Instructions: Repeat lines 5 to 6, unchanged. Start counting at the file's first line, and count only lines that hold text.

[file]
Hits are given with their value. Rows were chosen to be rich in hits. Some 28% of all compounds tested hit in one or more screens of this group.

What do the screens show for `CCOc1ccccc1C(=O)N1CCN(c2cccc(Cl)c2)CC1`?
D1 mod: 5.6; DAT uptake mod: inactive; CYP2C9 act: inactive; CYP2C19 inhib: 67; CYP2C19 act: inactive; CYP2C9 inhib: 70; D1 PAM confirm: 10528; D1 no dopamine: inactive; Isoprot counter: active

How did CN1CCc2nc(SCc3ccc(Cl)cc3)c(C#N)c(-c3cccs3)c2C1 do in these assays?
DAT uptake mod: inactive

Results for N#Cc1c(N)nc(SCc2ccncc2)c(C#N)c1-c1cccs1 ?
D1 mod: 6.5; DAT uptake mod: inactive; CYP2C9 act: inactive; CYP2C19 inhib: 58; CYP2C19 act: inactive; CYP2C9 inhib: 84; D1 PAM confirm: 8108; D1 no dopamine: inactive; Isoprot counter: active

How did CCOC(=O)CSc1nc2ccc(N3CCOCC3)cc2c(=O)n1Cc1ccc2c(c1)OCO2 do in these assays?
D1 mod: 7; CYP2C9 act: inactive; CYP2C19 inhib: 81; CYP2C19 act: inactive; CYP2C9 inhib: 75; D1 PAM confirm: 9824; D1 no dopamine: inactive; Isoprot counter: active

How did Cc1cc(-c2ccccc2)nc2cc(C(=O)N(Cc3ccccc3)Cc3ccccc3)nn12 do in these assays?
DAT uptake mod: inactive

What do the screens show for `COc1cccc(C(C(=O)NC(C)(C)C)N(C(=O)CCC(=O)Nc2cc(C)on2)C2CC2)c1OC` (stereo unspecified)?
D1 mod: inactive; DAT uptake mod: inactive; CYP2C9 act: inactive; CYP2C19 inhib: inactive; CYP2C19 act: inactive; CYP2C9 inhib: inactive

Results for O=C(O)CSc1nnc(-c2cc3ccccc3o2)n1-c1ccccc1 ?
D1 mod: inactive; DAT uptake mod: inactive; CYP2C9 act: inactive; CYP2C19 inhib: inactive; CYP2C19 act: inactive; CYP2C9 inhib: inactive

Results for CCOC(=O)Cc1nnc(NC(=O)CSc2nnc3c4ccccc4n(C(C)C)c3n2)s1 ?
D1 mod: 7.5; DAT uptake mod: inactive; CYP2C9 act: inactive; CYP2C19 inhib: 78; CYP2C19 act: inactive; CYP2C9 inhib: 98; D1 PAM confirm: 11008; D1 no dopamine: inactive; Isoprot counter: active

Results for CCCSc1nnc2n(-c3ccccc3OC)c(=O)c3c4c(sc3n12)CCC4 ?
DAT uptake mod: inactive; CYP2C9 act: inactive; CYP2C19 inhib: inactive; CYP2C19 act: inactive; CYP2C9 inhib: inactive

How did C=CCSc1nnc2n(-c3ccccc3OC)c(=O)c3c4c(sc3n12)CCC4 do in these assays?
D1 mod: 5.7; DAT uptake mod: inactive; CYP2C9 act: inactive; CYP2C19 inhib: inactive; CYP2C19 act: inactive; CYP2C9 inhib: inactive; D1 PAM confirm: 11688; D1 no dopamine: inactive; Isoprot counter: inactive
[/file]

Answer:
DAT uptake mod: inactive

Results for N#Cc1c(N)nc(SCc2ccncc2)c(C#N)c1-c1cccs1 ?